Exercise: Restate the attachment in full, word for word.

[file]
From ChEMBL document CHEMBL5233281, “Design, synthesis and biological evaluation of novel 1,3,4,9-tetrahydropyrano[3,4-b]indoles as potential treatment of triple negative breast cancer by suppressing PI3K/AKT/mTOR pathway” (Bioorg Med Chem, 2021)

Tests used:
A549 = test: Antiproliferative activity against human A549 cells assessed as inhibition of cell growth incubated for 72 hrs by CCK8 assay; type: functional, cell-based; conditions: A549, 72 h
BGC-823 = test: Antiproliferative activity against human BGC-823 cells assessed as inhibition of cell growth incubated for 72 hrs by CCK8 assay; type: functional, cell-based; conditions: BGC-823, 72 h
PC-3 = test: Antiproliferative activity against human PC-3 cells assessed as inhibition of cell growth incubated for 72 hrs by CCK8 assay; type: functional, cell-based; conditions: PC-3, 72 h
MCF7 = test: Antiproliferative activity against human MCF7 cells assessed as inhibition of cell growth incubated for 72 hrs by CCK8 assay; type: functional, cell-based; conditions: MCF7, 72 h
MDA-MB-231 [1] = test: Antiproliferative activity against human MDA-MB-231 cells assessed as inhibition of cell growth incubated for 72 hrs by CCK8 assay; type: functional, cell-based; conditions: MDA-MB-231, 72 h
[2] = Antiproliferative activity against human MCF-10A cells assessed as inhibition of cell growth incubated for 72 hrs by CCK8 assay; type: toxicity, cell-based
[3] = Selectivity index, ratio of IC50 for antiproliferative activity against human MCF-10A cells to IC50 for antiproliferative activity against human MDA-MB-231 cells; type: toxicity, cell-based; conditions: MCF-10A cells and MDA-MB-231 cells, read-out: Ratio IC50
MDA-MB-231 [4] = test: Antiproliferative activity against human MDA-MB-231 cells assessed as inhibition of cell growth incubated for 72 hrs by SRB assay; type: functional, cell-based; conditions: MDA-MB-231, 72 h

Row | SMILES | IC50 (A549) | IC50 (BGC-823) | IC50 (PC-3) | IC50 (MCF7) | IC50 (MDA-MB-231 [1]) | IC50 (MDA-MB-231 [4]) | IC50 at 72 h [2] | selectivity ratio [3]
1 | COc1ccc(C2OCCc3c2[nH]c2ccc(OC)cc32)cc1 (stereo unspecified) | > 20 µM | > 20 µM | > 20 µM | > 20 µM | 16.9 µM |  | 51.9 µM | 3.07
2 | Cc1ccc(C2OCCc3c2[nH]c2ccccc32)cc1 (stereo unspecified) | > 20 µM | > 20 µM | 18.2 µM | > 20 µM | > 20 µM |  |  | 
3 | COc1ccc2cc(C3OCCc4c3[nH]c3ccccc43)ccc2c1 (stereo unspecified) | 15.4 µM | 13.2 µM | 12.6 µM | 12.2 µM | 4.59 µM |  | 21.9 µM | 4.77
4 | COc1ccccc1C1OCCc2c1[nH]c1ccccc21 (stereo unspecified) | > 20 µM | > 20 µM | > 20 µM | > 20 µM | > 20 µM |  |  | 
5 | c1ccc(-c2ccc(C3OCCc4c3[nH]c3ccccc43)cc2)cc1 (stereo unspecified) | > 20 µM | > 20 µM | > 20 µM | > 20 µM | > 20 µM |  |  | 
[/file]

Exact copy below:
From ChEMBL document CHEMBL5233281, “Design, synthesis and biological evaluation of novel 1,3,4,9-tetrahydropyrano[3,4-b]indoles as potential treatment of triple negative breast cancer by suppressing PI3K/AKT/mTOR pathway” (Bioorg Med Chem, 2021)

Tests used:
A549 = test: Antiproliferative activity against human A549 cells assessed as inhibition of cell growth incubated for 72 hrs by CCK8 assay; type: functional, cell-based; conditions: A549, 72 h
BGC-823 = test: Antiproliferative activity against human BGC-823 cells assessed as inhibition of cell growth incubated for 72 hrs by CCK8 assay; type: functional, cell-based; conditions: BGC-823, 72 h
PC-3 = test: Antiproliferative activity against human PC-3 cells assessed as inhibition of cell growth incubated for 72 hrs by CCK8 assay; type: functional, cell-based; conditions: PC-3, 72 h
MCF7 = test: Antiproliferative activity against human MCF7 cells assessed as inhibition of cell growth incubated for 72 hrs by CCK8 assay; type: functional, cell-based; conditions: MCF7, 72 h
MDA-MB-231 [1] = test: Antiproliferative activity against human MDA-MB-231 cells assessed as inhibition of cell growth incubated for 72 hrs by CCK8 assay; type: functional, cell-based; conditions: MDA-MB-231, 72 h
[2] = Antiproliferative activity against human MCF-10A cells assessed as inhibition of cell growth incubated for 72 hrs by CCK8 assay; type: toxicity, cell-based
[3] = Selectivity index, ratio of IC50 for antiproliferative activity against human MCF-10A cells to IC50 for antiproliferative activity against human MDA-MB-231 cells; type: toxicity, cell-based; conditions: MCF-10A cells and MDA-MB-231 cells, read-out: Ratio IC50
MDA-MB-231 [4] = test: Antiproliferative activity against human MDA-MB-231 cells assessed as inhibition of cell growth incubated for 72 hrs by SRB assay; type: functional, cell-based; conditions: MDA-MB-231, 72 h

Row | SMILES | IC50 (A549) | IC50 (BGC-823) | IC50 (PC-3) | IC50 (MCF7) | IC50 (MDA-MB-231 [1]) | IC50 (MDA-MB-231 [4]) | IC50 at 72 h [2] | selectivity ratio [3]
1 | COc1ccc(C2OCCc3c2[nH]c2ccc(OC)cc32)cc1 (stereo unspecified) | > 20 µM | > 20 µM | > 20 µM | > 20 µM | 16.9 µM |  | 51.9 µM | 3.07
2 | Cc1ccc(C2OCCc3c2[nH]c2ccccc32)cc1 (stereo unspecified) | > 20 µM | > 20 µM | 18.2 µM | > 20 µM | > 20 µM |  |  | 
3 | COc1ccc2cc(C3OCCc4c3[nH]c3ccccc43)ccc2c1 (stereo unspecified) | 15.4 µM | 13.2 µM | 12.6 µM | 12.2 µM | 4.59 µM |  | 21.9 µM | 4.77
4 | COc1ccccc1C1OCCc2c1[nH]c1ccccc21 (stereo unspecified) | > 20 µM | > 20 µM | > 20 µM | > 20 µM | > 20 µM |  |  | 
5 | c1ccc(-c2ccc(C3OCCc4c3[nH]c3ccccc43)cc2)cc1 (stereo unspecified) | > 20 µM | > 20 µM | > 20 µM | > 20 µM | > 20 µM |  |  | 